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It was a historian’s idea: carve gigantic sculptures into the granite pinnacles of the Black Hills of South Dakota, significant Western figures like Lewis and Clark, Buffalo Bill Cody, Fremont, Red Cloud and Sacagawea.
“In the vicinity of Harney Peak … are opportunities for heroic sculpture of unusual character,” South Dakota Department of History Superintendent Doane Robinson wrote to a sculptor in Georgia in 1924.
The sculptor, Gutzon Borglum, redefined the project entirely. Using jackhammers and dynamite, he began in 1927, first sculpting President George Washington, then Thomas Jefferson, followed by Abraham Lincoln and finally Theodore Roosevelt.
Next month, Mount Rushmore National Memorial marks 75 years of public pervasiveness, ending up in movies and comics and on quarter-dollar coins.
“Burglum told Robinson ‘You are not thinking big enough. Western figures? That’s not going to attract enough people. You need to think bigger,'” said Maureen McGee-Ballinger, the memorial’s chief of interpretation and education.
Robinson was looking for ways to promote the state, particularly the Black Hills, McGee-Ballinger said. Plan B surely has served that purpose, with about 3 million people visiting every year.
“For the state, and the nation, Mount Rushmore is quite iconic,” South Dakota State Historical Society Director Jay Vogt said. “It definitely put South Dakota on the map as a destination … Because these are elected individuals on the mountain, who worked hard to preserve a nation whose creation was unique in and of itself, it really speaks to the idea that we are a country of free people.”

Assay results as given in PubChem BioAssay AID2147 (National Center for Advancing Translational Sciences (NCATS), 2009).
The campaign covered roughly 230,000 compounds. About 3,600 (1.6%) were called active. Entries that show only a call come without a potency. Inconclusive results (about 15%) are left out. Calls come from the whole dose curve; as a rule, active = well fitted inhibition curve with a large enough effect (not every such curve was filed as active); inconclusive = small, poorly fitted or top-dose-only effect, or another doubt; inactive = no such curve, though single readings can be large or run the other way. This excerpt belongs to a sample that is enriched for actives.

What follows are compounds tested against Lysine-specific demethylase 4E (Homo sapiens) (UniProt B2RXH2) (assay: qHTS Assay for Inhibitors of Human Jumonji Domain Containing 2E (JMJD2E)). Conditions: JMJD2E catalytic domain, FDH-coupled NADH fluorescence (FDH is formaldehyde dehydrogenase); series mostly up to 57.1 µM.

Along the way, it has also found a place in pop culture. A chase scene in “North by Northwest,” Alfred Hitchcock’s 1959 classic starring Cary Grant and Eva Marie Saint, included a death-defying scramble over the presidents’ faces.
“Alfred Hitchcock says he expects to realize his long ambition — filming a chase over the Mt. Rushmore Monument,” The Associated Press reported in 1958. “He may be spoofing, but you never can tell with Hitchcock.” Some scenes were filmed at the memorial, but the climbing of the faces were studio shots that used models of the mountain.
A 1983 special anniversary issue of the comic “Wonder Woman” features her face next to the stone Lincoln. T-shirts with the faces of superheroes instead of the presidents are available at Target and elsewhere. The memorial is a never-ending muse for political cartoonists, and in 2016, there’s been no shortage of memes.
The memorial has also been featured in multiple coins, including a quarter issued by the U.S. Mint in 2013 that shows men adding the finishing details to Jefferson’s face. The four faces have also been highlighted in postage stamps, and they are — of course — in the background of South Dakota’s license plates.
To celebrate the milestone, the National Park Service held events during the summer in connection with its own 100th birthday.
The memorial should be lauded for several reasons, according to Debbie Ketel Speas, communications director for the nonprofit Mount Rushmore Society, especially its impact on the state’s tourism industry and economic development, as well as the efforts of those who worked to make it a reality.
“When you look at what they achieved over 75 years ago, it’s quite spectacular,” she said.
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This article was written by Regina Garcia Cano from The Associated Press and was legally licensed through the NewsCred publisher network.